‘Where are we going?’

Archbishop Fabre, as apostolic administrator, celebrates Mass, offers direction

By Gabrielle Nolan

The Diocese of Knoxville is undergoing a time of transition following the resignation of Bishop Richard F. Stika, who served the diocese as bishop for 14 years and announced his retirement on June 27.

Archbishop Fabre addresses the faithful.

While the diocese awaits a new bishop to be named, the Holy See has appointed Archbishop Shelton J. Fabre of Louisville, Ky., to be the apostolic administrator of the diocese.

“An apostolic administrator is a bishop who is placed by the Holy See in a diocese without a bishop, and an apostolic administrator is different from an administrator of a diocese,” the archbishop explained. “An apostolic administrator has all of the authority of a diocesan bishop, so he has more authority than just an administrator. Usually, major decisions may be delayed, but he can make those decisions. But usually major decisions are delayed for the new bishop.”

Archbishop Fabre celebrated a Mass invoking the Holy Spirit for the Diocese of Knoxville on June 28 at the Cathedral of the Most Sacred Heart of Jesus in Knoxville.

Deacon Jim Bello served as deacon of the altar, and Deacon Sean Smith served as deacon of the Word. Deacons Hicks Armor and Walt Otey were the emcees. Also in attendance for the Mass were more than 40 priests of the diocese and 30 deacons.

Sister Mary Simone Haakansson and Sister Joan Miriam Nelson, who are Religious Sisters of Mercy of Alma, Mich., brought up the gifts for Archbishop Fabre. They were joined at the Mass by several Dominican Sisters of St. Cecilia Congregation based in Nashville and Missionary Congregation of the Evangelizing Sisters of Mary.

Archbishop Shelton J. Fabre celebrates Mass on June 28 at the Cathedral of the Most Sacred Heart of Jesus. Assisting him were Deacon Jim Bello, left, and Deacon Sean Smith.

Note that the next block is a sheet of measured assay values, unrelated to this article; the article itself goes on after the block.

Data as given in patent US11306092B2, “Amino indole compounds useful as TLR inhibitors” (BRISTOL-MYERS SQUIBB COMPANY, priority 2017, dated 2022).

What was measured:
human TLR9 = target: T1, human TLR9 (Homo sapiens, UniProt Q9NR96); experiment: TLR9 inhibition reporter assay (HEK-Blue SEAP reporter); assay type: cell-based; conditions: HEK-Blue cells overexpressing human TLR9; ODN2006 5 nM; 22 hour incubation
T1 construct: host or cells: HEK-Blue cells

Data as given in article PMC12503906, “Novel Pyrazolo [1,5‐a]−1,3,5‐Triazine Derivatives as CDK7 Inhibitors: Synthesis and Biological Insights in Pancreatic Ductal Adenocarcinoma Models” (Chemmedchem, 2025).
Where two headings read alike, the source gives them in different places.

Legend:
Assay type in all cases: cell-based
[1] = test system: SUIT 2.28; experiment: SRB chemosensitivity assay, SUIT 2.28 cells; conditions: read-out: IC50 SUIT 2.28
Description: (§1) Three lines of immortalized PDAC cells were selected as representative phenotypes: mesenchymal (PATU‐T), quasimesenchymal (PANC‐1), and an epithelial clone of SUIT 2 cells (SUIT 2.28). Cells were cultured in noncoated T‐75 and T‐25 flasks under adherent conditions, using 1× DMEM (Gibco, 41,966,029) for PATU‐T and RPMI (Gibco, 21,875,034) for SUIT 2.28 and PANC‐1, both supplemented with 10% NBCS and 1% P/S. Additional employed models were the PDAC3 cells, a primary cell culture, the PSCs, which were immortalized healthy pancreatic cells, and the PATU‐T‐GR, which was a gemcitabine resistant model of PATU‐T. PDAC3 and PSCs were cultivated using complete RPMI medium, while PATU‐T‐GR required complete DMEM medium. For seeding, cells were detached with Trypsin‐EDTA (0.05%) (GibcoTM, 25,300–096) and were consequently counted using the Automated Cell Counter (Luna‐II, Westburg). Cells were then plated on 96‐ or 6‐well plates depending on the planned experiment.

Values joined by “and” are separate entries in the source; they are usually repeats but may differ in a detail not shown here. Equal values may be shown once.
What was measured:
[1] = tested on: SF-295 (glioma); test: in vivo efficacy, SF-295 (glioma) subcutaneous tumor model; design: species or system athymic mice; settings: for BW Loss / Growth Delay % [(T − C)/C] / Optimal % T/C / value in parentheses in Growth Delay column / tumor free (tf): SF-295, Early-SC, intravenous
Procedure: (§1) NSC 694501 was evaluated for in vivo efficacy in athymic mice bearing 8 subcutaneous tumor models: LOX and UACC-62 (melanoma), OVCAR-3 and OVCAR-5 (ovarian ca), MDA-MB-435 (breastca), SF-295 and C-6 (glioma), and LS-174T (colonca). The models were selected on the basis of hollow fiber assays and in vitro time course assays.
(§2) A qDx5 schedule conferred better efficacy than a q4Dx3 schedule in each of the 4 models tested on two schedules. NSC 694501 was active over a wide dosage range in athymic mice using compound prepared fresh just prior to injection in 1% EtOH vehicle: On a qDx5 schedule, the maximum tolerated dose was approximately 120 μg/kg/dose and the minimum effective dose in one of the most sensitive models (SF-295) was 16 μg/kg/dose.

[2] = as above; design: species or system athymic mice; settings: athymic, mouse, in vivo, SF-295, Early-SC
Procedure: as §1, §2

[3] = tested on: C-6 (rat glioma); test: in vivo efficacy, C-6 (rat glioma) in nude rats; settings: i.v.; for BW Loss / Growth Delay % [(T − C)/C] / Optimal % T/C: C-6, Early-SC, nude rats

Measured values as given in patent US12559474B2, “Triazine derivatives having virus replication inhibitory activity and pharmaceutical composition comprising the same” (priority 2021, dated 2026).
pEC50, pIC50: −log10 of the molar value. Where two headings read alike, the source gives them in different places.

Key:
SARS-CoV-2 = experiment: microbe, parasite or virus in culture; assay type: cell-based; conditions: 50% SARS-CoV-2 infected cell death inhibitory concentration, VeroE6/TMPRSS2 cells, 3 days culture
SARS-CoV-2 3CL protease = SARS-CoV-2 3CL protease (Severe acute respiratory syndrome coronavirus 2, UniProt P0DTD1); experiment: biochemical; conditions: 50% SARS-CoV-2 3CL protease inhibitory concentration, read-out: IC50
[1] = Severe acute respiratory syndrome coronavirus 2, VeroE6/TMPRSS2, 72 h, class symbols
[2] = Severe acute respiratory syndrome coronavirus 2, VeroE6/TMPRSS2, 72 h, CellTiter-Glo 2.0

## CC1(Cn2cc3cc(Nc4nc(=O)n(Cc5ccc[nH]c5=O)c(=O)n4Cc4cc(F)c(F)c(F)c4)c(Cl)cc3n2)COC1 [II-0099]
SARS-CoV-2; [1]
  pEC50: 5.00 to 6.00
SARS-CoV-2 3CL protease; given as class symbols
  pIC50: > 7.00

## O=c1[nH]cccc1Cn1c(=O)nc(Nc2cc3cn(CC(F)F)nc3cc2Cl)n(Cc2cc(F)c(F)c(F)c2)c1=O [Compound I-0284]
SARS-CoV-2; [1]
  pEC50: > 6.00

“My dear friends, good evening. My name is Shelton Fabre; it is my pleasure to have been the one sent here to serve you, to serve you, the wonderful people, laity, priests, deacons, consecrated men and women religious, seminarians, all of you who make up the Diocese of Knoxville,” the archbishop said. “It is an honor to share faith with you. Thank you very much for your presence here tonight as we look to Christ, relying on the Holy Spirit to give us guidance and direction as we continue our journey in and with Jesus Christ. It is my honor and my privilege to be here with you tonight, and I thank you very much for your presence, but even more importantly I thank you for your faith.”

Before the homily, Archbishop Fabre took the opportunity to share more about himself. Originally from Louisiana, the archbishop was ordained a priest for the Diocese of Baton Rouge in 1989, where he served for 17 years. In 2007, Pope Benedict XVI named him an auxiliary bishop of New Orleans.

“That was post-Katrina, two years after Katrina,” Archbishop Fabre said. “So, I was in New Orleans helping that wonderful, wonderful American city to rebuild after the tragedy and catastrophe that was Hurricane Katrina. I came to love New Orleans.”

Then in 2013, Pope Francis named him to be the bishop of the Diocese of Houma-Thibodaux in coastal Louisiana.

“I served the wonderful, wonderful diverse but mostly Cajun people of the Diocese of Houma-Thibodaux until 2022, when Pope Francis named me to be the archbishop of Louisville, where I currently serve the Lord and serve the wonderful people of the archdiocese. As I said, I have been now, for a time, called to serve you. To serve you, the wonderful Diocese of Knoxville as your apostolic administrator.”

Archbishop Fabre also extended his gratitude to Bishop Stika and his “service to this local Church.”